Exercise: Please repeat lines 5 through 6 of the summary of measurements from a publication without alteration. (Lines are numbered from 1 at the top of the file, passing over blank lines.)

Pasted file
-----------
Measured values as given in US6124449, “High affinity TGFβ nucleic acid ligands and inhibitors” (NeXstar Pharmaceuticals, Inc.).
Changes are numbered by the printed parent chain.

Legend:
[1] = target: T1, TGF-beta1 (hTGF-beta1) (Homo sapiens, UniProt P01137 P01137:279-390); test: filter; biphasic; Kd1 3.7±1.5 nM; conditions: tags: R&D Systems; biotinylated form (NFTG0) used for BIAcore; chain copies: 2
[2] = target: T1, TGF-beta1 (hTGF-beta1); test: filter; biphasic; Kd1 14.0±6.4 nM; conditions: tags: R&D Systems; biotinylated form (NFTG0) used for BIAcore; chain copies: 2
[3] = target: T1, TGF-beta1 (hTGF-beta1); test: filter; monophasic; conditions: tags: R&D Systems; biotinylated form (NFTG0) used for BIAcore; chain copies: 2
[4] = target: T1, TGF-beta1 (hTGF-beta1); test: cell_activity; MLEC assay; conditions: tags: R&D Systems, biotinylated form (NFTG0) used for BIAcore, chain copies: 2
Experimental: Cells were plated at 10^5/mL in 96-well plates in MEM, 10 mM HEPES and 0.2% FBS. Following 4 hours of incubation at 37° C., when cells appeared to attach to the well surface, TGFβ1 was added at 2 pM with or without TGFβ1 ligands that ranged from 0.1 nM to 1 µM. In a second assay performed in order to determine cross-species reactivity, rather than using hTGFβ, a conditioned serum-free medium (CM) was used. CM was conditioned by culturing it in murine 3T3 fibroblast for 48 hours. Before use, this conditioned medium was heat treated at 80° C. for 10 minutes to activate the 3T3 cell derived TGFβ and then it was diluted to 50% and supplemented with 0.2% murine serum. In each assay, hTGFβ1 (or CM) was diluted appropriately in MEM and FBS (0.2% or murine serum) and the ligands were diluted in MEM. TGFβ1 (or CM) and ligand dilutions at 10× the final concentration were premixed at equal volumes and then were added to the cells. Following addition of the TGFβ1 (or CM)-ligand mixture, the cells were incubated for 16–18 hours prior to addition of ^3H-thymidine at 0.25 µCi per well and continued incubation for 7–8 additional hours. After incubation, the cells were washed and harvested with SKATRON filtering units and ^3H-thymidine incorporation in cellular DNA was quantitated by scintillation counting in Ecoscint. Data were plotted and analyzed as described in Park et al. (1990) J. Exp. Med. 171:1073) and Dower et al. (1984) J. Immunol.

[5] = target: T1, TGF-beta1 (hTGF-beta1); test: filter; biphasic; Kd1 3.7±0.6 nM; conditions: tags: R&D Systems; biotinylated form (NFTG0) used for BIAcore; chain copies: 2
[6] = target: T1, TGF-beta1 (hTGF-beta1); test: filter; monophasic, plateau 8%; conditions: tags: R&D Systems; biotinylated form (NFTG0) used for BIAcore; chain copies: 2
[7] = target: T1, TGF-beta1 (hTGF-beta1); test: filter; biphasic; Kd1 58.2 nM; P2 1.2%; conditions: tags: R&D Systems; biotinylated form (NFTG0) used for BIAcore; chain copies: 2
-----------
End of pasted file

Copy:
[2] = target: T1, TGF-beta1 (hTGF-beta1); test: filter; biphasic; Kd1 14.0±6.4 nM; conditions: tags: R&D Systems; biotinylated form (NFTG0) used for BIAcore; chain copies: 2
[3] = target: T1, TGF-beta1 (hTGF-beta1); test: filter; monophasic; conditions: tags: R&D Systems; biotinylated form (NFTG0) used for BIAcore; chain copies: 2